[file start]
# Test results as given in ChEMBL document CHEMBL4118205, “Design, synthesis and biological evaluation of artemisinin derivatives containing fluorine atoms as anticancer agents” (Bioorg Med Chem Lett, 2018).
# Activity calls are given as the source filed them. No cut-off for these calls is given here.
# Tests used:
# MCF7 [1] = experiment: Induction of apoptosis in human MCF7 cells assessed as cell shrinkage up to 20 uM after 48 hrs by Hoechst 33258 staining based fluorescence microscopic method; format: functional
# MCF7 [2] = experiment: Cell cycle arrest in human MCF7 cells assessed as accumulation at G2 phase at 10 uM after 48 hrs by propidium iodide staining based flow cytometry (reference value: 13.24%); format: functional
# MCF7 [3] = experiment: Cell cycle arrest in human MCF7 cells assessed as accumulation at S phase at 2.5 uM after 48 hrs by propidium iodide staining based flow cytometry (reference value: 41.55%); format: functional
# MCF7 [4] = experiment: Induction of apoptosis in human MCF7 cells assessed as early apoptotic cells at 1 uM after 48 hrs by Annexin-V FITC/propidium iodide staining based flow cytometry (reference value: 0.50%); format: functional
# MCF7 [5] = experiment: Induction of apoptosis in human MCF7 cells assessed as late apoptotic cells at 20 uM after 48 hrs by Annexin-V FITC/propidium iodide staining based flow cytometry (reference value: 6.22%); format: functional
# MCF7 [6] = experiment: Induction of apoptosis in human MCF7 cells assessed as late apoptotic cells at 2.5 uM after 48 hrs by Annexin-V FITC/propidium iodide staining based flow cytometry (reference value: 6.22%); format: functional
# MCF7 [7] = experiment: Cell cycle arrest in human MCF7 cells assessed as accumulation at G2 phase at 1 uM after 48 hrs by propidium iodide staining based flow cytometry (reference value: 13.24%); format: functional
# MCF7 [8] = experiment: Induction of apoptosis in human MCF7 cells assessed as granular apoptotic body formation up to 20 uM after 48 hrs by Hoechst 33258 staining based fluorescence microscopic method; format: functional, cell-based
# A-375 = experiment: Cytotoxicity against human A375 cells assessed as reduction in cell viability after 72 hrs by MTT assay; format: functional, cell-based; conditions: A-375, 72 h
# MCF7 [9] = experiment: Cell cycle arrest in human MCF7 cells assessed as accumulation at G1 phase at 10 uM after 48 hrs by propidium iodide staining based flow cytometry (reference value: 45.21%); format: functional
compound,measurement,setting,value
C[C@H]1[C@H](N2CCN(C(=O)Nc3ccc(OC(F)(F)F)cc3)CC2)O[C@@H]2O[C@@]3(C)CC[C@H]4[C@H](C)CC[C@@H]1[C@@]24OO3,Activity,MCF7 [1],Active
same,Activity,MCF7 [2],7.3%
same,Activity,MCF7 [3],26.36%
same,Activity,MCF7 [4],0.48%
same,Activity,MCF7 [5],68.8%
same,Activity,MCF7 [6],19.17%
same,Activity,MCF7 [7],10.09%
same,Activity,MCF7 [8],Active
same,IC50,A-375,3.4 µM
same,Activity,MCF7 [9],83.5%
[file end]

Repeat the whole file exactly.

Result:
# Test results as given in ChEMBL document CHEMBL4118205, “Design, synthesis and biological evaluation of artemisinin derivatives containing fluorine atoms as anticancer agents” (Bioorg Med Chem Lett, 2018).
# Activity calls are given as the source filed them. No cut-off for these calls is given here.
# Tests used:
# MCF7 [1] = experiment: Induction of apoptosis in human MCF7 cells assessed as cell shrinkage up to 20 uM after 48 hrs by Hoechst 33258 staining based fluorescence microscopic method; format: functional
# MCF7 [2] = experiment: Cell cycle arrest in human MCF7 cells assessed as accumulation at G2 phase at 10 uM after 48 hrs by propidium iodide staining based flow cytometry (reference value: 13.24%); format: functional
# MCF7 [3] = experiment: Cell cycle arrest in human MCF7 cells assessed as accumulation at S phase at 2.5 uM after 48 hrs by propidium iodide staining based flow cytometry (reference value: 41.55%); format: functional
# MCF7 [4] = experiment: Induction of apoptosis in human MCF7 cells assessed as early apoptotic cells at 1 uM after 48 hrs by Annexin-V FITC/propidium iodide staining based flow cytometry (reference value: 0.50%); format: functional
# MCF7 [5] = experiment: Induction of apoptosis in human MCF7 cells assessed as late apoptotic cells at 20 uM after 48 hrs by Annexin-V FITC/propidium iodide staining based flow cytometry (reference value: 6.22%); format: functional
# MCF7 [6] = experiment: Induction of apoptosis in human MCF7 cells assessed as late apoptotic cells at 2.5 uM after 48 hrs by Annexin-V FITC/propidium iodide staining based flow cytometry (reference value: 6.22%); format: functional
# MCF7 [7] = experiment: Cell cycle arrest in human MCF7 cells assessed as accumulation at G2 phase at 1 uM after 48 hrs by propidium iodide staining based flow cytometry (reference value: 13.24%); format: functional
# MCF7 [8] = experiment: Induction of apoptosis in human MCF7 cells assessed as granular apoptotic body formation up to 20 uM after 48 hrs by Hoechst 33258 staining based fluorescence microscopic method; format: functional, cell-based
# A-375 = experiment: Cytotoxicity against human A375 cells assessed as reduction in cell viability after 72 hrs by MTT assay; format: functional, cell-based; conditions: A-375, 72 h
# MCF7 [9] = experiment: Cell cycle arrest in human MCF7 cells assessed as accumulation at G1 phase at 10 uM after 48 hrs by propidium iodide staining based flow cytometry (reference value: 45.21%); format: functional
compound,measurement,setting,value
C[C@H]1[C@H](N2CCN(C(=O)Nc3ccc(OC(F)(F)F)cc3)CC2)O[C@@H]2O[C@@]3(C)CC[C@H]4[C@H](C)CC[C@@H]1[C@@]24OO3,Activity,MCF7 [1],Active
same,Activity,MCF7 [2],7.3%
same,Activity,MCF7 [3],26.36%
same,Activity,MCF7 [4],0.48%
same,Activity,MCF7 [5],68.8%
same,Activity,MCF7 [6],19.17%
same,Activity,MCF7 [7],10.09%
same,Activity,MCF7 [8],Active
same,IC50,A-375,3.4 µM
same,Activity,MCF7 [9],83.5%